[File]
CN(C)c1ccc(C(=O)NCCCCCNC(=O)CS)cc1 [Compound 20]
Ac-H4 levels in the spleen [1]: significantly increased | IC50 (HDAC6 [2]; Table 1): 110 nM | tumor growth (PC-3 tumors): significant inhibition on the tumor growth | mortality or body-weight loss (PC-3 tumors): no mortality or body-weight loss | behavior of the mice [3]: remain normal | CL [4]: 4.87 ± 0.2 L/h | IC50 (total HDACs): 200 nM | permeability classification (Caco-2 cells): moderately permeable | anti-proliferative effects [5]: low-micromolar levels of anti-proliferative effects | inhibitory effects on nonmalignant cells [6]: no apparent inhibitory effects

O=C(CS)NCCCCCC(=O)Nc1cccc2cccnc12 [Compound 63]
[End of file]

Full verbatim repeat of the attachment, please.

CN(C)c1ccc(C(=O)NCCCCCNC(=O)CS)cc1 [Compound 20]
Ac-H4 levels in the spleen [1]: significantly increased | IC50 (HDAC6 [2]; Table 1): 110 nM | tumor growth (PC-3 tumors): significant inhibition on the tumor growth | mortality or body-weight loss (PC-3 tumors): no mortality or body-weight loss | behavior of the mice [3]: remain normal | CL [4]: 4.87 ± 0.2 L/h | IC50 (total HDACs): 200 nM | permeability classification (Caco-2 cells): moderately permeable | anti-proliferative effects [5]: low-micromolar levels of anti-proliferative effects | inhibitory effects on nonmalignant cells [6]: no apparent inhibitory effects

O=C(CS)NCCCCCC(=O)Nc1cccc2cccnc12 [Compound 63]